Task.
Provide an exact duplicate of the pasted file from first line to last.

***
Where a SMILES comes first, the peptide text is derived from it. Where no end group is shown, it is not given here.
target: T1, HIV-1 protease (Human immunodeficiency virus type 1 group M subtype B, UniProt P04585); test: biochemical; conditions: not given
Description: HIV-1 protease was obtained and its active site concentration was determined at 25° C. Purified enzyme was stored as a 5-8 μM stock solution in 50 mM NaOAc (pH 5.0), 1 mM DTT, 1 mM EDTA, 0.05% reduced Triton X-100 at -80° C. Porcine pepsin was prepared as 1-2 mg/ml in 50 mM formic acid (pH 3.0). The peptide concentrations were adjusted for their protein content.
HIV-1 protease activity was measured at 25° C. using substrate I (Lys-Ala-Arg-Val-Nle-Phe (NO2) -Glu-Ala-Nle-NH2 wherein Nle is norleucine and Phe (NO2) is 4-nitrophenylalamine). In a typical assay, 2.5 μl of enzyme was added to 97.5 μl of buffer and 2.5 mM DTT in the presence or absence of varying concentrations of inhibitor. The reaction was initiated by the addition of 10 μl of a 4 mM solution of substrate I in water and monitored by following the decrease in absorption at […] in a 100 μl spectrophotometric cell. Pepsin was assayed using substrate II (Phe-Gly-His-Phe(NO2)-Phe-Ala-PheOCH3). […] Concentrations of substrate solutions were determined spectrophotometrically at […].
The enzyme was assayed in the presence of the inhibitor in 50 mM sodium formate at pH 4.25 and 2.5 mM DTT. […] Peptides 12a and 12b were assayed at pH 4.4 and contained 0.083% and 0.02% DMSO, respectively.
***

Where a SMILES comes first, the peptide text is derived from it. Where no end group is shown, it is not given here.
target: T1, HIV-1 protease (Human immunodeficiency virus type 1 group M subtype B, UniProt P04585); test: biochemical; conditions: not given
Description: HIV-1 protease was obtained and its active site concentration was determined at 25° C. Purified enzyme was stored as a 5-8 μM stock solution in 50 mM NaOAc (pH 5.0), 1 mM DTT, 1 mM EDTA, 0.05% reduced Triton X-100 at -80° C. Porcine pepsin was prepared as 1-2 mg/ml in 50 mM formic acid (pH 3.0). The peptide concentrations were adjusted for their protein content.
HIV-1 protease activity was measured at 25° C. using substrate I (Lys-Ala-Arg-Val-Nle-Phe (NO2) -Glu-Ala-Nle-NH2 wherein Nle is norleucine and Phe (NO2) is 4-nitrophenylalamine). In a typical assay, 2.5 μl of enzyme was added to 97.5 μl of buffer and 2.5 mM DTT in the presence or absence of varying concentrations of inhibitor. The reaction was initiated by the addition of 10 μl of a 4 mM solution of substrate I in water and monitored by following the decrease in absorption at […] in a 100 μl spectrophotometric cell. Pepsin was assayed using substrate II (Phe-Gly-His-Phe(NO2)-Phe-Ala-PheOCH3). […] Concentrations of substrate solutions were determined spectrophotometrically at […].
The enzyme was assayed in the presence of the inhibitor in 50 mM sodium formate at pH 4.25 and 2.5 mM DTT. […] Peptides 12a and 12b were assayed at pH 4.4 and contained 0.083% and 0.02% DMSO, respectively.